Here are some things you need to know:
- Google doesn’t hire third-parties to call or email customers for them
- Google will never call or email you to ask for payment, passwords, or other sensitive information
- All Google employees should be able to send you a verification from an @google.com email address if you’re on the phone with them
Now, Google may call your business sometimes to verify information. Usually it takes the form of an automated call. However, these calls are to verify things like operating hours, or how customers can schedule an appointment with you. These legitimate Google calls are usually to help update information on Maps or Google My Business to help people searching for your business get accurate information. However, if you’re ever in doubt, it’s usually better to hang up.
Google My Business Ownership Scams
Another one our Houston internet marketing agency is seeing a lot of recently is unrelated people requesting ownership of Google My Business pages. This usually kicks out an email to the account owner asking to verify whether the person requesting access should have it. Remember, it could be a scam email, so don’t click the link.
Instead, you can sign into your Google My Business profile to view the request. It’s important to deny these requests if they’re not from someone you know, trust, and that needs access to the page. A lot of these scammers are gaining access to GMB pages and locking out the owners. Then, they’ll either demand payment to relinquish access back to you, or they’ll change all the information to steal or scam your leads. So, never grant access to someone you don’t know. If we need access for your marketing efforts, we’ll tell you!
Website Domain Scams
Let’s not forget domain name scams. Your domain name is vital for your online marketing strategies, which is why it’s so easy to fall for one of these scams. They also come in many forms. For instance, you might get a fake invoice for a domain registration that you never did. Another common one is a scammer calling to say they can list your domain name on search engines for you. They may even try to get you to transfer your domain name to a different (fake or incredibly expensive) registrar to protect your website. You may even get fake scam emails saying your domain is about to expire.
Generally, it’s a good idea to know who your registrar is and when the domain will expire or needs to be paid again. In addition, make sure you know the log-in credentials for your domain’s registrar. If you receive an email alerting you to an issue with your domain, you can always log in to check the status and take care of any issues that way, rather than risk clicking scam links or sending sensitive information to a scammer.
What to Do If You Think You’re Being Targeted by Scammers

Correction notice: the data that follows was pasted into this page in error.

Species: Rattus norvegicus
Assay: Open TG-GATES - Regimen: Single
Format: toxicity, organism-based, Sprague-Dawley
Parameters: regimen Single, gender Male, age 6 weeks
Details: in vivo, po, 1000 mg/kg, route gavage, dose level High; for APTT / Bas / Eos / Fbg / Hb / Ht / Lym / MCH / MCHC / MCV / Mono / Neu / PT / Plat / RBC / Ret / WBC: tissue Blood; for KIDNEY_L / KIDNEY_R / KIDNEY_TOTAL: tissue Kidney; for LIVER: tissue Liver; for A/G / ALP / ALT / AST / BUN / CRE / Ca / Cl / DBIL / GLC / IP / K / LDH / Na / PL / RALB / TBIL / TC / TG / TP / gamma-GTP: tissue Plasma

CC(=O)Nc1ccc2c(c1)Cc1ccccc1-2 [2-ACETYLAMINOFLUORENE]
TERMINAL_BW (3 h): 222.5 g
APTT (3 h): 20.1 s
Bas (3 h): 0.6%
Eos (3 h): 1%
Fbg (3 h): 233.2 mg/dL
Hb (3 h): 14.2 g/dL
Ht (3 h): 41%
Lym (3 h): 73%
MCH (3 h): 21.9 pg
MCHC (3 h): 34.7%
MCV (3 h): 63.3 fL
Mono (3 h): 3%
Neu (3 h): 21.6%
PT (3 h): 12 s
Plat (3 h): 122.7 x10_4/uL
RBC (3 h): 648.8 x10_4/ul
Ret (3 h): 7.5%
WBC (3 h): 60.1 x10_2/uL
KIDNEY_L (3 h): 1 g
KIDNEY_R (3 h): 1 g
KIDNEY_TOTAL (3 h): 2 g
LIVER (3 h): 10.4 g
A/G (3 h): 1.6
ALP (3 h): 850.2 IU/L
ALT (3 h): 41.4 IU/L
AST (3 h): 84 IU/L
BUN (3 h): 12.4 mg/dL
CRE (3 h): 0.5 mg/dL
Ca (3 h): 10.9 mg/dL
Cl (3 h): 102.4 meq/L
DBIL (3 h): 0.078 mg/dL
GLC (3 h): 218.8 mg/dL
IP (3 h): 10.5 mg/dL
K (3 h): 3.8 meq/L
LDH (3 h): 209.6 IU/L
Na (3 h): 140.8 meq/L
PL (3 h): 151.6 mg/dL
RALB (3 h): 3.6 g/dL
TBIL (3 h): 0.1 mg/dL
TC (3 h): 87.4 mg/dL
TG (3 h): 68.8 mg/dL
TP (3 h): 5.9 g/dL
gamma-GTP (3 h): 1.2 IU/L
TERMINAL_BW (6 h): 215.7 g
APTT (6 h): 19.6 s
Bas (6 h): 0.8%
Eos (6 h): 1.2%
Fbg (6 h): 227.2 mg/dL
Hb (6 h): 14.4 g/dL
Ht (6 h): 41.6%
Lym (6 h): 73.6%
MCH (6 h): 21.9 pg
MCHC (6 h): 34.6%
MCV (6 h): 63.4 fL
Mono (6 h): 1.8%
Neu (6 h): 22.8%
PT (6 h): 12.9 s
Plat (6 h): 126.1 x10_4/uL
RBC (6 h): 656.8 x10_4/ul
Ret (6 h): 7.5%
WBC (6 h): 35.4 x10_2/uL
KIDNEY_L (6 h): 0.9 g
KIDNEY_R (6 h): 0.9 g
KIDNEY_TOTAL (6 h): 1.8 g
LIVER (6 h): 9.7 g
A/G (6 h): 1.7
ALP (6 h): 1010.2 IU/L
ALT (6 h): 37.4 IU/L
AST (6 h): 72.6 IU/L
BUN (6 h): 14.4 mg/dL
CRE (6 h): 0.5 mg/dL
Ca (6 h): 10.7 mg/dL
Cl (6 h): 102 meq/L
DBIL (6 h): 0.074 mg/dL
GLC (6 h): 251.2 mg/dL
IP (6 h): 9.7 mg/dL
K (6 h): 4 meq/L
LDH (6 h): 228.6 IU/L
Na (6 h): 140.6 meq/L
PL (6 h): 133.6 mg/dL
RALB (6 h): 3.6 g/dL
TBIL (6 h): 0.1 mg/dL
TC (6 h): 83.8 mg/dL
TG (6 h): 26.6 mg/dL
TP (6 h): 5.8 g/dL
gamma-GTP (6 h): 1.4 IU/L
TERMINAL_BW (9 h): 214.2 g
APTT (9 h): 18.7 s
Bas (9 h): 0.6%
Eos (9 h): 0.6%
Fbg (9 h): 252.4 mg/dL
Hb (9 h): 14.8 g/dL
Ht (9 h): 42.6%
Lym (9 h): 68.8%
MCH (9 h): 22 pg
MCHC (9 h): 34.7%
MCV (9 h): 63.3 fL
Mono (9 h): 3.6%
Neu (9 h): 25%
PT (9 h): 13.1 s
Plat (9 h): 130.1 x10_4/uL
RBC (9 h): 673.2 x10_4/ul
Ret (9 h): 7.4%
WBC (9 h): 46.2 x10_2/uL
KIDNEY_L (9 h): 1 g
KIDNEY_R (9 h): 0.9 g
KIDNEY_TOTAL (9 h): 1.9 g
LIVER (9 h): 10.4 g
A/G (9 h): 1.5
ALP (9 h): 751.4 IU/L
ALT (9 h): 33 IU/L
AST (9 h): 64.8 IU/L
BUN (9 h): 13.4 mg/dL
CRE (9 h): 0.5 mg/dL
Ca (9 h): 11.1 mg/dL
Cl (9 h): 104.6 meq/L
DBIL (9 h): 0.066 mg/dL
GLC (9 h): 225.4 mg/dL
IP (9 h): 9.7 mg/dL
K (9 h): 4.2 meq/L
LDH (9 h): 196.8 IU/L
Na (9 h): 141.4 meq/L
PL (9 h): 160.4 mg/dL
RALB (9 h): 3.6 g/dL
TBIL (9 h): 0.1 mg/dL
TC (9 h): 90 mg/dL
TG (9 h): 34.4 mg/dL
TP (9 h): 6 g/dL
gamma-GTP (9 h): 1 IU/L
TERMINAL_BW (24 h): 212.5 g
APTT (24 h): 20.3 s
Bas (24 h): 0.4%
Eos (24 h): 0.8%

As we mentioned, it’s impossible to list all the potential scams out there, but being vigilant and skeptical may help you avoid scams. If you think you’re dealing with a scam, don’t engage. You can always verify legitimate claims. Also, reporting scams may help in the fight against scammers, so consider doing so when possible.
Verify, Verify, Verify!
We’ve mentioned this a few times, in this article, but just to be completely clear, always verify! Don’t give information to people you aren’t completely sure are legitimate.
Sometimes that means hanging up and calling back. Sometimes it means verifying the phone number with an internet search. You may even need to log-in to your various accounts (without clicking links in emails or social media messages!) to see if they’ve been deactivated or whatever the person is claiming. Look up phone numbers and email addresses that contact you with the word “scam” next to it to see if others have reported them. Do whatever you need to do to corroborate their claims.
Legitimate businesses shouldn’t begrudge you for taking time to make sure they are who they say they are, or to protect yourself and your business from potential scams.
Report Potential Scammers
Also, try to report scammers when you can. You can report scams through the Federal Trade Commission. Many corporations, like Google and Facebook, may also have a reporting tool to let them know about impersonators. Your report may help stop the scammer. If someone is impersonating a smaller business that doesn’t have a place to report impersonations, you might even want to reach out to them another way as a courtesy to let them know of the issue. You may know how to protect yourself and your business from scams, but others still don’t, and reporting is a nice thing to do to help prevent others from getting scammed.